By Pamela J. Oakes
Among my career highlights is a 3-year stint in post-apartheid South Africa consulting with top corporations in the areas of Diversity, Employment Equity, Affirmative Action and Gender Equity. So, when I was recently invited to address a group of Black businesswomen representing the African diaspora, I jumped at the opportunity. One of the questions posed to me was, “…how can we do better in forging, creating, and sustaining our own pathways towards sustained growth?…” Ok, that’s a huge question, but one thing we can do, is to value more highly, black businesses.
It should be obvious to all, that a history of inundating society with negative imagery and stereotypes about Black people, has given rise to a bias – whether explicit or implicit – that Black people are ‘less than,’ ‘not good as’, or ‘not as competent as’ their non-Black counterparts. These biases breed suspicion and when those suspicions go unchecked, they cause people to make irrational judgement calls (such as calling the police on Black people), even when those Black people are engaged in mundane everyday activities like driving a car or walking down the street.
Unfortunately, what Black people need to also realize is that those exact same biases that skew the perceptions of how others view Black people, ALSO skew the perceptions of how Black people view themselves! As members of the same society, none of us escape the indoctrination. That is the insidious side of racism – the fact that it breeds hate and suspicion amongst the haters AND the hated.
Value is subjective. When we shop Nordstrom’s we never think to question or re-negotiate the price for goods or services. We accept the value THEY set as being true and accurate and we pay accordingly. Yet, when given an opportunity to support a Black business, our programmed biases are triggered. Instead of accepting the stated value of goods & services, the tendency is to question, doubt and be suspicious.
As Black entrepreneurs, we are even prone to devaluing our OWN time and services. We work for menial wages having been indoctrinated that Black time/labor/effort is not worth the same value as White time/labor/effort. That implicit bias has us putting an unrealistically low price-tag on our services, that inevitably keeps our businesses small and does little to improve our own economics.
What can we do better? Here are some ideas:
• Get a business coach! – Black entrepreneurs have a lot of ground to make up just to be on an equal playing field with non-White counterparts. We need to find ways to ramp up and fast-track our learning curve, circumvent institutional bias, and leap-frog beyond the limitations of our own knowledge base and skillset and that is exactly what a business coach helps to do.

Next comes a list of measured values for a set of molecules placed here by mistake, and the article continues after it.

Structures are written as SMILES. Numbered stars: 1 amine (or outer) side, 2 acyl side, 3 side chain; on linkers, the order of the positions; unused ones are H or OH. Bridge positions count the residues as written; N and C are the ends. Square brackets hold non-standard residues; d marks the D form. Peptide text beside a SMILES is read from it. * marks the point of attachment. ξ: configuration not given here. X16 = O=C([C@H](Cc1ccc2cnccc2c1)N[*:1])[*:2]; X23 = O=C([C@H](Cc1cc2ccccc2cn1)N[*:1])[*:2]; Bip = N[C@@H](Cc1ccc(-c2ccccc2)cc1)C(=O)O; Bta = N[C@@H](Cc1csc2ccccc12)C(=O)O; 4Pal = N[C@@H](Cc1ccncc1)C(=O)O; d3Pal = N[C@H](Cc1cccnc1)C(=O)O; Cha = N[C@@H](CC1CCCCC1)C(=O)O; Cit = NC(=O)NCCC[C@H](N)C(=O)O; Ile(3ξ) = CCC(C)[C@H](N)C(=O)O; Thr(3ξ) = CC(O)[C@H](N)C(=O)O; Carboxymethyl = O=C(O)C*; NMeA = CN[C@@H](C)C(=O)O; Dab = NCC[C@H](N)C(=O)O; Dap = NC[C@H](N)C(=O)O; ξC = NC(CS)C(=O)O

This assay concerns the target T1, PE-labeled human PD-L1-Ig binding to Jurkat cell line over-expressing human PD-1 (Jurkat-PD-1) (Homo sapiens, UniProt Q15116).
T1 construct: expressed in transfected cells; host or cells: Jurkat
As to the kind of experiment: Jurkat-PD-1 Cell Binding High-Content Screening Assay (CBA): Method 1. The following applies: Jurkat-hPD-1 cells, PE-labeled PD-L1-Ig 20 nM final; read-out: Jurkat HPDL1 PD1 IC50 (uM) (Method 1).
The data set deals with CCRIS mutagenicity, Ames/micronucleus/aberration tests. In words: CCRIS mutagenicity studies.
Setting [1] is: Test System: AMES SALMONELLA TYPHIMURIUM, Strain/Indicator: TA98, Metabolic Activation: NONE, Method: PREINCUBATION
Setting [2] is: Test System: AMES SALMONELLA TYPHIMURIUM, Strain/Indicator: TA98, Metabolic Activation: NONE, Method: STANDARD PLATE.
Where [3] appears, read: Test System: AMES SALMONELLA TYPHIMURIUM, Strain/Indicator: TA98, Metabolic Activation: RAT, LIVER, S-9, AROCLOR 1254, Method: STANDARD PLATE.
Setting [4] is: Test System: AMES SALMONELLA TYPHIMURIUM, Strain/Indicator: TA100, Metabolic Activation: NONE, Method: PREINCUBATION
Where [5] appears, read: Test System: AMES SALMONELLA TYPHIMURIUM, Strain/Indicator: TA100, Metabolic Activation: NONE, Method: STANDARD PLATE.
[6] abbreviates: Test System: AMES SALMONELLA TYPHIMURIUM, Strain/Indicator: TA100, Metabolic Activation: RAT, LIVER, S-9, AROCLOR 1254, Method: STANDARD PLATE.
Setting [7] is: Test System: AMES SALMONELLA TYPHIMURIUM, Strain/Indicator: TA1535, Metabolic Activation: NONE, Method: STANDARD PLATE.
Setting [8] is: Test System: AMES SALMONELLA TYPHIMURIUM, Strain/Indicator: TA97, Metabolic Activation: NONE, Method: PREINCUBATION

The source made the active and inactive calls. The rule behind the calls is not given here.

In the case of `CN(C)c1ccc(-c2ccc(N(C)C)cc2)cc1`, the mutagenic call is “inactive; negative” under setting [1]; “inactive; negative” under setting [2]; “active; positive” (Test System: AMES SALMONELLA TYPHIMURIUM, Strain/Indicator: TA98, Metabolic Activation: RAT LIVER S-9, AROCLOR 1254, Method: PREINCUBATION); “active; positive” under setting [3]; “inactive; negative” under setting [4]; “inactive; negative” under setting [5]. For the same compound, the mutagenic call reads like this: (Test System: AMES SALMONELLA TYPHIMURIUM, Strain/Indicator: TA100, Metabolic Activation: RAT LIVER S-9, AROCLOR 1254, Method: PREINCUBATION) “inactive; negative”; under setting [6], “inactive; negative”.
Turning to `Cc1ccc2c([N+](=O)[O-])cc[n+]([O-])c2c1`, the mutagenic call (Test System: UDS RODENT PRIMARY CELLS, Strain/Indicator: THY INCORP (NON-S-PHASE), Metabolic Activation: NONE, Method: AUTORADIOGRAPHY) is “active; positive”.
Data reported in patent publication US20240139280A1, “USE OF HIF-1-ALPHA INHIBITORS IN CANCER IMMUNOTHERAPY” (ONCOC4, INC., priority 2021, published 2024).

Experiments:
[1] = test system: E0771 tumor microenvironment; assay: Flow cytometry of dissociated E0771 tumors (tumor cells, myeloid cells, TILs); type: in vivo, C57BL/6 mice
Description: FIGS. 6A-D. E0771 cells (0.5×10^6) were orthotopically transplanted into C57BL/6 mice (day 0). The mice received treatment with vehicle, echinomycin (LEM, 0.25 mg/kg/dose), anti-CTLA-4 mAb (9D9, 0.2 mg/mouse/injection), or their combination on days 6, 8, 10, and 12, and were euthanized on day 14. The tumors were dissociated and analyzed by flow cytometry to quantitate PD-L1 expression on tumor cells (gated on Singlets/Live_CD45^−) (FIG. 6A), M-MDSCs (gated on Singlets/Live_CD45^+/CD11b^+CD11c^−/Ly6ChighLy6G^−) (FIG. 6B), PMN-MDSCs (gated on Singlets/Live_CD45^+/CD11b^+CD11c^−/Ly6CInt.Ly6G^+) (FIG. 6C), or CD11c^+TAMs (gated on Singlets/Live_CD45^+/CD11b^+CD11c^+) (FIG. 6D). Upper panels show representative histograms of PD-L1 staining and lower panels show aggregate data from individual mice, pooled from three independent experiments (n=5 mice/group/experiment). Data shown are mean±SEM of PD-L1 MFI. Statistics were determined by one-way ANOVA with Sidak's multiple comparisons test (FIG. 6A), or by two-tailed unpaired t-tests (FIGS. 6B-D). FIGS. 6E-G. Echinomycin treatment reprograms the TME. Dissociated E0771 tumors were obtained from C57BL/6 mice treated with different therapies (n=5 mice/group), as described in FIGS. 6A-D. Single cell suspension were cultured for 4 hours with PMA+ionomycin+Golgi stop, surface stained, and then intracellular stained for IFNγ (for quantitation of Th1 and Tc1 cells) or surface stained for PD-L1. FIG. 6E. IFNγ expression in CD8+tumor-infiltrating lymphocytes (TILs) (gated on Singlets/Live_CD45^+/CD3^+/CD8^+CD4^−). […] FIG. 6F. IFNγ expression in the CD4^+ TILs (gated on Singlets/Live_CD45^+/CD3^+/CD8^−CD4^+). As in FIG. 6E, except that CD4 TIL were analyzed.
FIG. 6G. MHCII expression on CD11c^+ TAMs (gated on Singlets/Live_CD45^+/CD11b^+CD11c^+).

• Challenge your own implicit bias! – Due to a history of lack of resources and capital shortages, Black business owners are often more distrustful of the “powers that be” and less likely to participate in networks, team up to pursue contracts or enter into strategic partnerships with other businesses to access new markets. Curious about what implicit biases you may harbor? The Implicit Association Test https://implicit.harvard.edu/implicit/takeatest.html has been around for years and can be very revealing.
• Support other Black businesses! – Whenever possible seek out, partner with, and support Black entrepreneurs, vendors, consultants, contractors, etc. and accept the value placed on their goods/services. If we want others to value and pay top dollar for our services, then we must be willing show that same honor in return.
Can challenging our perceptions bring us closer to answering the question, “..how can we do better in forging, creating, and sustaining our own pathways towards sustained growth?…” Well, we certainly have nothing to lose and everything to gain by trying to find out.
PAMELA J. OAKES, Managing Director of The Profitable Nonprofit, is a funding consultant helping small and emerging nonprofits achieve funding sustainability. Pamela previously worked with the Bill & Melinda Gates Foundation. As a grant maker, Strategic Planning and Engagement, Pamela’s team worked to reform U.S. education with the goal of creating a more equitable system that promotes social mobility and economic development for low-income, underserved, student populations of color.